All Lewis entries for Kilmanaheen


More information on Samuel Lewis' Topographical Dictionary of Ireland (1837)
Accompanying Lewis map for Clare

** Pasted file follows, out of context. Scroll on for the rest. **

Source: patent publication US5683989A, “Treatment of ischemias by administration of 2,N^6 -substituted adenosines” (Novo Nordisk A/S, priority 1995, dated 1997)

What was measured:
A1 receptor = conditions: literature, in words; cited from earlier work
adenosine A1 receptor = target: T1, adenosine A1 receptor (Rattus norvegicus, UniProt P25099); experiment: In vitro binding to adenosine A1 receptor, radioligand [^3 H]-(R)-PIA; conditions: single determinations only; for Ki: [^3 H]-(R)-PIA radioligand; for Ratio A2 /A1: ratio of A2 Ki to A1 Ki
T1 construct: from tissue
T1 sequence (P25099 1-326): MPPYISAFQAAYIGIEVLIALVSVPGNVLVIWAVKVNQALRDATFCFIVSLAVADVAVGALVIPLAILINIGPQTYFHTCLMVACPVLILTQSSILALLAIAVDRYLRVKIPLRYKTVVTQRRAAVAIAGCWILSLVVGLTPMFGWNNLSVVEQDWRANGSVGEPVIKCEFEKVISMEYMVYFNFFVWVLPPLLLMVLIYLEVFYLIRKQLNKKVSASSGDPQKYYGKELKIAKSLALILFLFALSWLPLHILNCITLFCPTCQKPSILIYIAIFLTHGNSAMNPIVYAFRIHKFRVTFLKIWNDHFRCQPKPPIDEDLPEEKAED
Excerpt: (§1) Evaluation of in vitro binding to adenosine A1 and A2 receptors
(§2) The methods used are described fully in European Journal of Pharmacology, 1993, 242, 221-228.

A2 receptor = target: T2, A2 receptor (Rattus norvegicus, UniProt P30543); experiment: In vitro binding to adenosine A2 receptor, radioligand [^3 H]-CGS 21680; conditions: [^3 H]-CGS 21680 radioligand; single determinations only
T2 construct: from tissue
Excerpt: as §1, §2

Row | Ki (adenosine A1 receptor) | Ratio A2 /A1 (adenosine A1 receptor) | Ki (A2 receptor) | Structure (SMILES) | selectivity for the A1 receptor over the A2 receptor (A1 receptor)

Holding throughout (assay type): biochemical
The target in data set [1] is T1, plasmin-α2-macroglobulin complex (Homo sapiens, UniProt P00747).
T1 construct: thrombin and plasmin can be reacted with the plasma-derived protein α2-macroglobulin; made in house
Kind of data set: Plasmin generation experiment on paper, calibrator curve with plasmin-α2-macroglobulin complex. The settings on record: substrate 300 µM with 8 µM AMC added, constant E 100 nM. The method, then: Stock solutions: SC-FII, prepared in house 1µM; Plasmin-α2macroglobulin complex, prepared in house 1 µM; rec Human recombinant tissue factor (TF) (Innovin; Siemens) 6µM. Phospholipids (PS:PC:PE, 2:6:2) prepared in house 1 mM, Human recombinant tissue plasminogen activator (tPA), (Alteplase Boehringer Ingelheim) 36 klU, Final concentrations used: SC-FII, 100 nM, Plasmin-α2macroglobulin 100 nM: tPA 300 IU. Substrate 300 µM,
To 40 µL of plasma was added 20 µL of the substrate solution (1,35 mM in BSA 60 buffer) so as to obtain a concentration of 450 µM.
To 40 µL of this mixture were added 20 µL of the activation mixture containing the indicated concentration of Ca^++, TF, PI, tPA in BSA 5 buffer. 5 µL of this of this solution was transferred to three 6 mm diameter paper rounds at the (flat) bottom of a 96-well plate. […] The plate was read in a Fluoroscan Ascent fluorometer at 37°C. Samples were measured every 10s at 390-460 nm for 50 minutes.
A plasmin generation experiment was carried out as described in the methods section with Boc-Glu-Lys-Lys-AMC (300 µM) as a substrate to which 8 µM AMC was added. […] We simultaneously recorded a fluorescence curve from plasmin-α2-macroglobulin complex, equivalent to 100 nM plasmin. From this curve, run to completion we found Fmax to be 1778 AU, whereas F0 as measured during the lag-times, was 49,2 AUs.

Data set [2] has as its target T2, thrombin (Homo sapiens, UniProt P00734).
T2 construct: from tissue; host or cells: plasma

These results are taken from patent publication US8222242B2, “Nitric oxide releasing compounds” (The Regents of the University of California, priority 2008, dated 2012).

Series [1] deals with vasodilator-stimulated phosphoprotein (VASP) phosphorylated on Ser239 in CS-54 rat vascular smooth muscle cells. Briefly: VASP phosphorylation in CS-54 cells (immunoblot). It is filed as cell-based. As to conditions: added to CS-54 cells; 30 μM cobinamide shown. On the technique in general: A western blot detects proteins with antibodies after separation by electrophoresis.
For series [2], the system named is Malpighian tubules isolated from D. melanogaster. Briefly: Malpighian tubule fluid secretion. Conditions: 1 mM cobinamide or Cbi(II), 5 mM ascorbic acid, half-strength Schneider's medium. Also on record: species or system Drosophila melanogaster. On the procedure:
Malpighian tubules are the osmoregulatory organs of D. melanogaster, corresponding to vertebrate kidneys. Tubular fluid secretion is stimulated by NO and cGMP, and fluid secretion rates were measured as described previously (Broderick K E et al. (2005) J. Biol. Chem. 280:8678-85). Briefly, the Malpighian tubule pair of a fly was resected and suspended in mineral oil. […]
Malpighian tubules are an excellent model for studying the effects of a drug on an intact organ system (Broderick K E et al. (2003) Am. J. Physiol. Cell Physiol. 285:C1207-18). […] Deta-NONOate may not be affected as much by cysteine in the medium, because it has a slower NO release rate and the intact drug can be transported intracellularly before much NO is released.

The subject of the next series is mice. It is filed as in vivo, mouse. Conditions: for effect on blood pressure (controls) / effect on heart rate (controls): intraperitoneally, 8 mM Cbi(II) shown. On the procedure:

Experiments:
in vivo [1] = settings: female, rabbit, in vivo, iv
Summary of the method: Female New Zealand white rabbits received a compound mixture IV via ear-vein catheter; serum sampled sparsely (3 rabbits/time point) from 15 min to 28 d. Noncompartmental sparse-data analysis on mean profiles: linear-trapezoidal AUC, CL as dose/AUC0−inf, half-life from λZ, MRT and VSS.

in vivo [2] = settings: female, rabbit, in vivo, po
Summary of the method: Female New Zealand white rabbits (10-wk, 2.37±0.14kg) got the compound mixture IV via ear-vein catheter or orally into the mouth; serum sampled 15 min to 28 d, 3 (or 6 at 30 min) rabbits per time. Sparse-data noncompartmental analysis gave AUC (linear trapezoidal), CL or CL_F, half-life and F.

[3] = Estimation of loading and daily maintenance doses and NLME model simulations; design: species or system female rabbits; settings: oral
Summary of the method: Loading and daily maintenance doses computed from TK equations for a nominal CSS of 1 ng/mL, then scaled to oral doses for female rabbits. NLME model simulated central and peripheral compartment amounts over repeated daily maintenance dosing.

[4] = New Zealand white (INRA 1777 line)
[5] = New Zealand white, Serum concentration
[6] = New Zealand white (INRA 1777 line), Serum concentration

ENNISTYMON, a market and post-town, in the parish of KILMANAHEEN, barony of CORCOMROE, county of CLARE, and province of MUNSTER, 16? miles (W. by N.) from Ennis, and 128 (W. by S.) from Dublin, on the river Inagh, and on the mail road from Ennis to Miltown-Malbay ; containing 241 houses and 1430 inhabitants. The town, though irregularly built, has a picturesque appearance. A little below the bridge the river, which has its source in the mountains to the south-east, rushes over an extensive ridge of rocks and forms a beautiful cascade, at a short distance from which it joins the river Derry : the latter forms a junction with the river Inagh, and the united streams fall into the Atlantic at Liscanor bay, about 2? miles west of the town. Races are occasionally held at Lahinch, on the bay of Liscanor, for the amusement of visiters during the bathing season. This place had formerly a considerable market for strong knit woollen stockings, which were purchased in large quantities by dealers for supplying Dublin and the north of Ireland ; but since the improvement in the stocking machinery this trade has gradually declined, and is now chiefly confined to the immediate neighbourhood. The market, which is held on Saturday, is well supplied with provisions, and is also a good mart for the sale of corn and pigs ; and fairs are held on March 25th, May 15th, July 2nd, Aug. 22nd, Sept. 29th, Nov. 19th, and Dec. 17th, for general farming stock. Sea-sand for manure is brought up the river, and in the vicinity are raised thin flags, used for roofing and other purposes : a body of manganese appears on the edge of a bog near the river. Coal was found in the neighbourhood several years since, and some of it sent to Galway and Limerick, but from its inferior quality the works were discontinued. Quarter sessions are held here four times in the year ; also petty sessions weekly on Monday. The sessions-house and district bridewell form a neat and commodious building, considered one of the best in the county. A senesehals' court for the manor of Ennistymon is held about once in each month, for the recovery of small debts. Here is a chief constabulary police station. The church, erected in 1830, is a handsome cruciform structure, in the later English style, with an octagonal tower on its south side resting on a square base : it is advantageously situated at the northern entrance of the town ; and on an eminence to the east are the ruins of the old church. The R. C. chapel is a large and substantial building, erected about 12 years since ; the old chapel has been converted into a school. The male and female free schools are support. ed by subscriptions, and by the proceeds of an annual charity sermon at the chapel ; a school is also supported partly by Archdeacon Whitty, and partly by the pupils' fees ; and there is a public dispensary. Immediately adjoining the town is Ennistymon Castle, formerly a seat of the O'Brien family, descendants of the Earls of Thomond, and now the residence of Andrew Finucane, Esq. ; it is boldly situated on the north bank of the river, is surrounded by a richly wooded park, and contains some fine old family pictures. At a short distance is the glebe-house, the residence of the Ven. Archdeacon Whitty, a handsome and substantial mansion of recent erection, situated in a pleasing demesne, which is ornamented by young and thriving plantations. An abbey is said to have formerly existed here, over which St. Luchtighern presided.-See KILMANAHEEN.